# Month over Month Calculation in Power BI using DAX

When working with dates, one of the common types of analysis is period vs period, such as Year over year, and Month over month. In this article and video, I’ll explain how you can use DAX to write calculations for month-over-month simply in any Power BI report.

## What is a month-over-month calculation?

Month over month, means comparing the value of each month with the value of the month before. An example is below;

This calculation can be done using many different ways in Power BI, most of them using DAX. You can use different functions to achieve the result. I am just showing one of the ways using ParallelPeriod function.

## ParallelPeriod function in DAX

ParallelPeriod is a tabular function, that returns a table of dates that is parallel period to the current period. You can select what the period should be (internal) and the number of it back or forth. Here is how the function can be used;

`PARALLELPERIOD(<dates>,<number_of_intervals>,<interval>)  `

Here are how parameters work;

• dates: the Date column that slices and dices the visual
• number_of_intervals: How many periods you want to go back (negative number) or forward (positive number)
• interval: the period

This function returns a table of dates, and cannot be used directly in a measure, you can wrap it in other functions to return a scalar value for a measure.

The date field is the most important parameter here. This should be the date field from the date table, which can be the date field in either a custom date table or the default date table of Power BI. Let’s look at them one by one.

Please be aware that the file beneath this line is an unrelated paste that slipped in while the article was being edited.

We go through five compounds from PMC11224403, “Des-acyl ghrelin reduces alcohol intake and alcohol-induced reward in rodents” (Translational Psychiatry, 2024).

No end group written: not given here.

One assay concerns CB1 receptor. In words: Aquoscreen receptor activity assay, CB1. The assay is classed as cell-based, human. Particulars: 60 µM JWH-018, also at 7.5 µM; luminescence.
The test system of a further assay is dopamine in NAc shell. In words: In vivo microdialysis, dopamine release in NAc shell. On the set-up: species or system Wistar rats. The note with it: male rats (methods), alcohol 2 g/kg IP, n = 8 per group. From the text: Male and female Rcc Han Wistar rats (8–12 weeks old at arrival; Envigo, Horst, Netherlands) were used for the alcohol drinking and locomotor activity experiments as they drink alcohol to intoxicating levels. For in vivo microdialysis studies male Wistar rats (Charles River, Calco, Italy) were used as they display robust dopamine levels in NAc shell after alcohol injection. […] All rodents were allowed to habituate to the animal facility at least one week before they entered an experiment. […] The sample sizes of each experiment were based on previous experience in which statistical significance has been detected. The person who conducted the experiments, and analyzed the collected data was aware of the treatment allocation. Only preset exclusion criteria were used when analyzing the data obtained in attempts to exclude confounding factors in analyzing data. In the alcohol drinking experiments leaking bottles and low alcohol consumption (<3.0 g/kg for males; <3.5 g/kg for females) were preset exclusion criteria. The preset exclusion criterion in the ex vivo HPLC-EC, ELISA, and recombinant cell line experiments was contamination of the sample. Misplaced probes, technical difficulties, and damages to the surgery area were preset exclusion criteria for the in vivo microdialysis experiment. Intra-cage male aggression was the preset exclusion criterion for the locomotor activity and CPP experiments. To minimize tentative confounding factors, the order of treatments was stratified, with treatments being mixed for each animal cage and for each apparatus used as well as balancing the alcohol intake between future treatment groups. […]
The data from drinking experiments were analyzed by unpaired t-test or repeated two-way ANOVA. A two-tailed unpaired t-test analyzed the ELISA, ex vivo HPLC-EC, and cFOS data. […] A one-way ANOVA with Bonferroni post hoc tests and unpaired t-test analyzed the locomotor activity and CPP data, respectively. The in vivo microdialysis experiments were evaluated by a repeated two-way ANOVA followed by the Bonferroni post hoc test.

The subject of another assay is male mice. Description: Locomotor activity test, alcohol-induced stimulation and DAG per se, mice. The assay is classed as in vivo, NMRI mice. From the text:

## Default date table sample of Sales last month

If you have a date field in your table, and you have not turned off the auto-date/time in Power BI, that most probably means you have a built-in default date table created by Power BI, which you can use the field from it to calculate the sales last month like below;

```Reseller Sales last month =
CALCULATE(
[Reseller Sales],
PARALLELPERIOD(
FactResellerSales[OrderDate].[Date],
-1,
MONTH)
)```

The [OrderDate].[Date] is representative of the date field in the default date table. The .[Date] part of this is important because otherwise, you are not using the date field of that table. If you want to learn more about the default date table, read my article here. Here are the results of the expression above:

The interval is Month, which means we are getting the sales of a month. That month is previous month, because the number of intervals is -1. and the date field should be the same field used as the Axis of the visual.

## Custom date table sample of Sales previous month

If you are using a custom date table, you have to mark it as a date table in Power BI, and then you can use the date field directly in the ParallelPeriod without the “.[Date]” part.

```Internet Sales last Month =
CALCULATE(
[Internet Sales],
PARALLELPERIOD(
DimDate[FullDateAlternateKey],
-1,
MONTH)
)```

The expression above can return the same result for previous month’s calculation:

## Month over Month variance

Once you got the calculation of previous month, the month over month variance is just a subtract.

`Internet Sales MoM Var = [Internet Sales]-[Internet Sales last Month]`

## Month over Month percentage (growth or shrinking)

And the percentage would be another simple calculation like below:

`Internet Sales MoM % = DIVIDE([Internet Sales MoM Var],[Internet Sales last Month])`

Here is the results with some conditional formatting added;

## Other intervals and periods are possible

ParallelPeriod gives you the option to change the interval to Quarter or Year too, and you can change the number of intervals to more and change it to negative and positive. There are other functions that can be used for this type of calculation, DateAdd is one of them. Read my blog here to understand the difference of ParallelPeriod and DateAdd;